28. The composition of claim 27, wherein said nonlinear optical compound comprises at least one electron donating moiety covalently linking said compound to a monomeric subunit of said polyquinoline, and said electron donating moiety comprises an alkyl moiety functionalized with a nucleophilic substituent containing between 3 and 12 carbon atoms, wherein said functionalized alkyl moieties are selected from the group consisting of alkoxy, aminoalkyl, alkylhalide, hydroxyalkyl, alkylsulfide, alkylisocyanate, alkylisothiocyanate, alkylthiol, alkylazide, alkylcarboxylic, alkylsulfonic, alkylalkene and alkylalkyne groups.
29. The composition of claim 28, wherein said polyquinoline comprises a plurality of monomeric subunits covalently linked to a nonlinear optical compound via an electron donating group of said nonlinear optical compound, so that the ratio of said monomeric subunits covalently linked to a nonlinear optical compound to monomeric subunits without a nonlinear optical compound covalently linked thereto is between about 1:99 and about 90:10.
30. The composition of claim 29, wherein said ratio is about 25:75.
31. The composition of claim 1, wherein said polyquinoline is cross-linked.
32. The composition of claim 1, wherein said nonlinear optical compound has an external field-induced molecular alignment.
33. The composition of claim 1, wherein said polyquinoline comprises monomeric repeating units with structures selected from the group consisting of: ##STR17## wherein X or Y may each independently represent a covalent linkage between ring structures, or X and Y are independently selected from the group consisting of O, S, F, O2, ##STR18## the ring structures linked by X and Y are substituted meta- or para- to one another by X or Y;
R4 is H or phenyl; and
R5 is selected from the group consisting of: ##STR19##
Description
BACKGROUND OF THE INVENTION

1. Field of the Invention

The present invention relates to nonlinear optical (NLO) materials based on a host polyquinoline polymer matrix in combination with a non-centrosymmetric aromatic NLO compound possessing a delocalized resonance configuration, present as a guest in the host polymer matrix. In particular, the present invention relates to NLO materials having improved chemical and thermal stability.

The compounds of the present invention are stable in processing solvents and at processing temperatures used in the production of electro-optic devices. When suitably oriented, the compounds are capable of highly efficient second harmonic generation and electro-optic modulation of an electromagnetic wave having a wavelength between 300 nm and 2,000 nm.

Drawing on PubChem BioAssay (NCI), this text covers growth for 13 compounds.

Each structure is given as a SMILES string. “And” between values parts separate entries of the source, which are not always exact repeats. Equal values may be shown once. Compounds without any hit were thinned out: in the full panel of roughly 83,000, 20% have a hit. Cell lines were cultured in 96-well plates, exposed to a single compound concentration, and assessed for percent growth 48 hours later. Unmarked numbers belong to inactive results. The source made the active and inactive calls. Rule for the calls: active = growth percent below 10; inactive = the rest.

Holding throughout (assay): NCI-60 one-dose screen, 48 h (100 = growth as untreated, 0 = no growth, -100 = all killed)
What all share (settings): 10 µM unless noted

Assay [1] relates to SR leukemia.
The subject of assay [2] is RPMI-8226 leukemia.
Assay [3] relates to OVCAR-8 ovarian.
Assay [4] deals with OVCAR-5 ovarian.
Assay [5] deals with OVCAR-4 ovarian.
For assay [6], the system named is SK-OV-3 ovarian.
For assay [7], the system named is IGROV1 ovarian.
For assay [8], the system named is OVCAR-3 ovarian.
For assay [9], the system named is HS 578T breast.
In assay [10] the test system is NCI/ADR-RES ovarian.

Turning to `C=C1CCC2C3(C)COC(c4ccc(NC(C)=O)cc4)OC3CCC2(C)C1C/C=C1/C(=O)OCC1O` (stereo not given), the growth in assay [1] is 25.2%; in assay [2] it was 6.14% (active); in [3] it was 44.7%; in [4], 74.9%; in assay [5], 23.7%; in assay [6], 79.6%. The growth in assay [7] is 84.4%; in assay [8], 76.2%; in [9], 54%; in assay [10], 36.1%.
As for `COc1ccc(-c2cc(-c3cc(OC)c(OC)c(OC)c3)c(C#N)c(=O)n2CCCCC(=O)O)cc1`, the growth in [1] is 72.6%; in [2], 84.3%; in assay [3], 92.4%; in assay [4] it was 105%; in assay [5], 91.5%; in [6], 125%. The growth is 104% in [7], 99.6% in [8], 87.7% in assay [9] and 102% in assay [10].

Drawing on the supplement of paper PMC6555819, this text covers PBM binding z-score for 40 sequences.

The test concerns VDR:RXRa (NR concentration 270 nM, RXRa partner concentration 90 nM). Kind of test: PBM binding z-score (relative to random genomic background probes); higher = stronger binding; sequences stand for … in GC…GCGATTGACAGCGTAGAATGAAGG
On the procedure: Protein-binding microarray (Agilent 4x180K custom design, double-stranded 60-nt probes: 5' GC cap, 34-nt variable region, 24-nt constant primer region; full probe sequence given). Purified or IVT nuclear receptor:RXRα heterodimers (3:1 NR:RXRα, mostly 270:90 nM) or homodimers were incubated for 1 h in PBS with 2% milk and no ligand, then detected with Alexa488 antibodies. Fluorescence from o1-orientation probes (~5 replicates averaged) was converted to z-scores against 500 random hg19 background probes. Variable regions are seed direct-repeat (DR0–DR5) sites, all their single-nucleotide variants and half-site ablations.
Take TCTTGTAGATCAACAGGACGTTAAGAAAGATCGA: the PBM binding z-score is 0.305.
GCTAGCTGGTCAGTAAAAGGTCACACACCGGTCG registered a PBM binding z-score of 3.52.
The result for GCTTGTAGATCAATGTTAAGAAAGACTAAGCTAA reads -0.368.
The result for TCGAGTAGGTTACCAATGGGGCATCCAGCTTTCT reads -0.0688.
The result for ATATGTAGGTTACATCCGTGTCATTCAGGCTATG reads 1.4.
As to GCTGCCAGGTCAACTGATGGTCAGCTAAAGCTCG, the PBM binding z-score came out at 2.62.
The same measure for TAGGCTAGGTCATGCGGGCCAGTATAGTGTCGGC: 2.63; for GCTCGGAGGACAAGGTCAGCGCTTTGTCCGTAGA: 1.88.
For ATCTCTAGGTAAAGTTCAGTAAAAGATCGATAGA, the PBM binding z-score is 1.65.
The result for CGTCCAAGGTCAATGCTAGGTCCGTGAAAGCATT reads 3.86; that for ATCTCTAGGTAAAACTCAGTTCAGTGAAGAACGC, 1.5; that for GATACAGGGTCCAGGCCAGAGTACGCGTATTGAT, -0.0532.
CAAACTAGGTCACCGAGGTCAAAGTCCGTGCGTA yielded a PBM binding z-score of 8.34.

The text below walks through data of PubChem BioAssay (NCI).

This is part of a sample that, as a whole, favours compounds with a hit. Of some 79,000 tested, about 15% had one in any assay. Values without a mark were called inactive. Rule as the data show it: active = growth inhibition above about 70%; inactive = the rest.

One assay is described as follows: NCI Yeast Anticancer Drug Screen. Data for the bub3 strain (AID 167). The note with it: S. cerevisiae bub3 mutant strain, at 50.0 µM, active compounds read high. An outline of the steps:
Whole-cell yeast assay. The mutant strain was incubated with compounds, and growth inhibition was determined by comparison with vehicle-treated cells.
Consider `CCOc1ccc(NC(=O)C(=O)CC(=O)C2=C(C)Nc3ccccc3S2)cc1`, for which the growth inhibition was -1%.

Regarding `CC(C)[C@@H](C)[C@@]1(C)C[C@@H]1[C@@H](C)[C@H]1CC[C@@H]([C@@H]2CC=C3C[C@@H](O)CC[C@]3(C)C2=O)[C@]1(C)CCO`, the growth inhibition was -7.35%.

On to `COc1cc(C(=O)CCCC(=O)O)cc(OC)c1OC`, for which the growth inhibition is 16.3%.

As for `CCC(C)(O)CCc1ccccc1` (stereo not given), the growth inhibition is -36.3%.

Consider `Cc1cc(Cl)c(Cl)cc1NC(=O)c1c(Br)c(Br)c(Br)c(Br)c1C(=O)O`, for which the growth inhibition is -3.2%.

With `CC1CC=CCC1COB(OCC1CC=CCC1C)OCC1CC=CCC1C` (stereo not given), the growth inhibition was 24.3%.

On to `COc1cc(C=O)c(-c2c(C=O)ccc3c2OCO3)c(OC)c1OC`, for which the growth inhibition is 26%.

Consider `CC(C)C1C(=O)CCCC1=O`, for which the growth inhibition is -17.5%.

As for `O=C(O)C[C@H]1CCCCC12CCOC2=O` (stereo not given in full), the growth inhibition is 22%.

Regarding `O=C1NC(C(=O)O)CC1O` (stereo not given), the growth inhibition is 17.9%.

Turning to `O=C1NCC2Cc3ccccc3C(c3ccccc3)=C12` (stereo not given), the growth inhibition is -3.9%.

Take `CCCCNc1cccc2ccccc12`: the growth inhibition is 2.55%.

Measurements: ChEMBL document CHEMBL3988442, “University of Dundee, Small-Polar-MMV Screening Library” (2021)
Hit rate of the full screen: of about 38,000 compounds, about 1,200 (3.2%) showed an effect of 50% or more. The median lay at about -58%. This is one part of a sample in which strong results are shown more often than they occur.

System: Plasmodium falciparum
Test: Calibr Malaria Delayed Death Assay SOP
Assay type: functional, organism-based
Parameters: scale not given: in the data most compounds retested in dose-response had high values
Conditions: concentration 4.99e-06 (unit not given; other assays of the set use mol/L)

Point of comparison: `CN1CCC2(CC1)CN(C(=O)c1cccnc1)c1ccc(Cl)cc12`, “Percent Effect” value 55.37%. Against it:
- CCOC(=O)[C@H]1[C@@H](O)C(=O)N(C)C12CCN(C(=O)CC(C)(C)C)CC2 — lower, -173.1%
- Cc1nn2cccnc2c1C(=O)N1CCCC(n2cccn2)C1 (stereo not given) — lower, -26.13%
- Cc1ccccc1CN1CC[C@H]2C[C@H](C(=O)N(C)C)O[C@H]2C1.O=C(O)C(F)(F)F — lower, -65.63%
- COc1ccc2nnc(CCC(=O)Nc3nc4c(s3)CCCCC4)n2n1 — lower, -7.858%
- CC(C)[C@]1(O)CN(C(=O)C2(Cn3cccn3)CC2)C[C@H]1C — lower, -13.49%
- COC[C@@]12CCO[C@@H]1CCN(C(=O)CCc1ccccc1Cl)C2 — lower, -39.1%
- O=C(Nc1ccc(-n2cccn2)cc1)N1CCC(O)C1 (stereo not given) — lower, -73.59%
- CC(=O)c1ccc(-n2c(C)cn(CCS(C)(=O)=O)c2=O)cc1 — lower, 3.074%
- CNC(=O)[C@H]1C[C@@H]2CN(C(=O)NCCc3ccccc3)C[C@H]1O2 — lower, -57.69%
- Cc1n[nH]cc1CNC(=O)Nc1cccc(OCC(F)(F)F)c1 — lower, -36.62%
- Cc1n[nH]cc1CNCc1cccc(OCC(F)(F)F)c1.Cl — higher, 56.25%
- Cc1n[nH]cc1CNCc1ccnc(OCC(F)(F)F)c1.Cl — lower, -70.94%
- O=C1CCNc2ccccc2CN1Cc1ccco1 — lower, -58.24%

2. Description of the Prior Art

Highly efficient NLO materials capable of doubling or tripling the frequency of incident light are currently of great scientific and technological interest for use in optical telecommunications, signal processing and the construction of optical computers. Nonlinear optics is concerned with the interaction of electromagnetic fields in various media to produce new fields which may be altered in phase, frequency or amplitude. The NLO effect of a material upon an electromagnetic field is a function of the second and higher order terms of the following equation:

P=αE+βE2 +γE3 + . . .

P is the polarization of a material, E is the intensity of the electric field, and the coefficients α, β, and γ, etc., are indicative of the NLO susceptibility of the material. Such coefficients are constant for a given material, but vary from material to material. The second order coefficient, β, for a given material, is indicative of the second harmonic generation properties of the material, with second harmonic generation efficiencies increasing as the value of β increases.

Candidate NLO materials should possess good physical properties, such as high optical transparency, low dielectric constant and high laser damage threshold. The materials should also possess the molecular nonlinearity required of NLO materials, in particular, high β values, fast response times and nonlinear susceptibility over a broad range of wavelengths, particularly of wavelengths between 300 nm and 2,000 nm.